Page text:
Loose Show Brewery is a small, family-owned brewery based in Amhurst, Virginia. The brewery’s brand can be summed up as a clean, community oriented brewery where families can gather to sip on creative and quality craft brews (including a homemade rootbeer). Owner Derin Foor takes pride in his establishment. He handles all the brewing (about 42 varieties thus far) and his wife and a few employees help run taproom.
When discussing how Loose Shoe began, Foor laughs a bit telling the story of the Mr. Beer Kit that his sister purchased for him years back and the bad batches that resulted. To hear Foor talk, brewing is one of his passions and he loves to see the community come together or music, trivia, and a drink or two in the taproom. While brewing started as an enjoyable past time, he is also upfront about the time and labor that go into making successful beer and running a taphouse. Acknowledging the difficulties of starting to brew upsets the common narrative of craft beer, which according to Dr. Beckham, often glosses over the challenges of brewing and instead blends leisure and entrepreneurship.
Foor is upfront about his view of the motivations of the craft beer industry. He describes it as part community, part profit and does not hold an ill will against craft microbreweries that have been bought out by corporations, such as the selling of Devils Backbone in Nelson County to Anheuser-Busch, the makers of Budweiser. “How do you blame them?” he asked, acknowledging that the money behind the corporate scene can be beneficial, “It’s good for them, good for employees who have better insurance and benefits.” Do not mistake Foor as a supporter of corporate beer; he also critcized the way that large corporations and distributors can manipulate public purchasing habits by buying particular shelf space in stores, placing their products front and center and pushing smaller craft, micro, and nano-breweries into the far corner. Savvy consumers or craft-beer enthusiasts may know to look beyond the products in the spotlight, but for most just swinging through to pick up a six pack, the mainstream or “crafty-beer” is visible, convenient, and tasty-enough.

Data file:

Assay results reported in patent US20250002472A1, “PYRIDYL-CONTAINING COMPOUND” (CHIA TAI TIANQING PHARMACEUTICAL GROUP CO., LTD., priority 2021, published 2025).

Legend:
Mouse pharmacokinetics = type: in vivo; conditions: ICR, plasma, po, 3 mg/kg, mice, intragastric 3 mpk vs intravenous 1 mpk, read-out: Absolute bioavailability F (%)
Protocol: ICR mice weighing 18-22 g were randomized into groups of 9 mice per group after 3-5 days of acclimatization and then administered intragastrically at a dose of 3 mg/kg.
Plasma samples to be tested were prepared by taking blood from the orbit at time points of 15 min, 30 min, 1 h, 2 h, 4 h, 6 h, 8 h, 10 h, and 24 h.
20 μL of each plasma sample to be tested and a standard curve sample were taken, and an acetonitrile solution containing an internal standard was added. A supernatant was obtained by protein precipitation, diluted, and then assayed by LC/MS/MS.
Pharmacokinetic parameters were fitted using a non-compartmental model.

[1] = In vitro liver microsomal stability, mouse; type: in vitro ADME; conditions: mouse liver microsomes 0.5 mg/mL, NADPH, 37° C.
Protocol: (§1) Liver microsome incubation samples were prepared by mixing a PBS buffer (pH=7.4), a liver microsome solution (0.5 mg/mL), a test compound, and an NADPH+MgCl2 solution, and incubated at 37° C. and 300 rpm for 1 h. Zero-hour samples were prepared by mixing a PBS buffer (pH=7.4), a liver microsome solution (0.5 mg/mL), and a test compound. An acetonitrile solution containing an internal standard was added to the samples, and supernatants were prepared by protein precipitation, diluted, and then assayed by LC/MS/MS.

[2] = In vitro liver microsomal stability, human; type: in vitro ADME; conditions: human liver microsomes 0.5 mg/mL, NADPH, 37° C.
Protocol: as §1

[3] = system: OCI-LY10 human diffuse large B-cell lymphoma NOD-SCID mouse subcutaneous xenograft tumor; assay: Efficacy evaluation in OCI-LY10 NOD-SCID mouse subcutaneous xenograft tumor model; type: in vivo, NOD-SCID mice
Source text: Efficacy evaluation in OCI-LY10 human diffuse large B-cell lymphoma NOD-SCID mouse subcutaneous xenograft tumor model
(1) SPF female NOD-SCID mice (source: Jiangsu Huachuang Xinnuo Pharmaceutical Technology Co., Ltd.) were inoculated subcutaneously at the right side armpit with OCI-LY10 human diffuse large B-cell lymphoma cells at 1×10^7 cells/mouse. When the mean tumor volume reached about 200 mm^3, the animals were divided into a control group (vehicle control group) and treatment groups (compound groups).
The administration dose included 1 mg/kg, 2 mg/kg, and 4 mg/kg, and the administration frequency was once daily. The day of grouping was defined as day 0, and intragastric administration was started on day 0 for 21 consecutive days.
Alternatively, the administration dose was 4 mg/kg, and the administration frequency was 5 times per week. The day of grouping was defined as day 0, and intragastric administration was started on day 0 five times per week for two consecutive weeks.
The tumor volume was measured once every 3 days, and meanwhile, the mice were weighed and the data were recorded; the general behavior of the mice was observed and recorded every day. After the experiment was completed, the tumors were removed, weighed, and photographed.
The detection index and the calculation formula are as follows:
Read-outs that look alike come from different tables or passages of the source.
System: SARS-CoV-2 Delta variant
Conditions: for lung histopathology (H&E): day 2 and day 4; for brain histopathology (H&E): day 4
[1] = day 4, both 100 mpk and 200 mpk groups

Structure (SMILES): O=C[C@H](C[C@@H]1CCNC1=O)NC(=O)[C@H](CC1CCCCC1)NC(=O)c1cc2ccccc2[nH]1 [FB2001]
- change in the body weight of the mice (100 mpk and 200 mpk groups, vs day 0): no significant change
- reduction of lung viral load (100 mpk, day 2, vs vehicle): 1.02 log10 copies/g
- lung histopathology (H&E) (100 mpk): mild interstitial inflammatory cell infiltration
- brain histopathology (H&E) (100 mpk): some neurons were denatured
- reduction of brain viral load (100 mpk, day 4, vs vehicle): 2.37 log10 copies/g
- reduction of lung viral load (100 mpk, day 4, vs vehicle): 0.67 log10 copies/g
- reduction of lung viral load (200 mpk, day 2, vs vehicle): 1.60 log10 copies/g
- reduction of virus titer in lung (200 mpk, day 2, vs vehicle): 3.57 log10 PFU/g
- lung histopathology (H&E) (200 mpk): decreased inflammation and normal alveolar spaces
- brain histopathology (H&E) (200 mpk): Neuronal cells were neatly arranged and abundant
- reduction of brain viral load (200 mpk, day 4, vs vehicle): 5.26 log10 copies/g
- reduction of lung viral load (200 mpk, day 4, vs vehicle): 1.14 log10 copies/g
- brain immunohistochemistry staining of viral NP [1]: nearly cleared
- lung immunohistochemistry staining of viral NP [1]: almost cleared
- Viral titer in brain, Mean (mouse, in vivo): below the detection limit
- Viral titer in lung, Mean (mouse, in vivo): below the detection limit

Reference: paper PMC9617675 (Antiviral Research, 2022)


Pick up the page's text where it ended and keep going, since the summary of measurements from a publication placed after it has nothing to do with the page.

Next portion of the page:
Foor also notes that there are challenges that local legislation imposes. Virginia law mandates that in order for establishments to serve food in addition to alcohol, it must make up 25% of the gross sales; as much as he would like to offer some food, he does not want to run a restaurant. Instead, Foor encourages patrons to bring food into the taproom or picnic on the patio. His take is that both maximizing and managing taxes is easier to do when businesses can be easily sorted, restaurant v. brewery v. winery.
In contrast to Loose Shoe who wants to draw people who are in or visiting Amherst and the surrounding area, the Virginia Distillery Co is a large scale business focused on intentional branding and selling quality whiskey to a local, national, and eventually international basis. It is hard to miss walking into the visitor center that Virginia Distillery Co is marketing to an audience with time and money to spare touring a distillery and sipping on moderately priced whiskey (750 mL for over $50).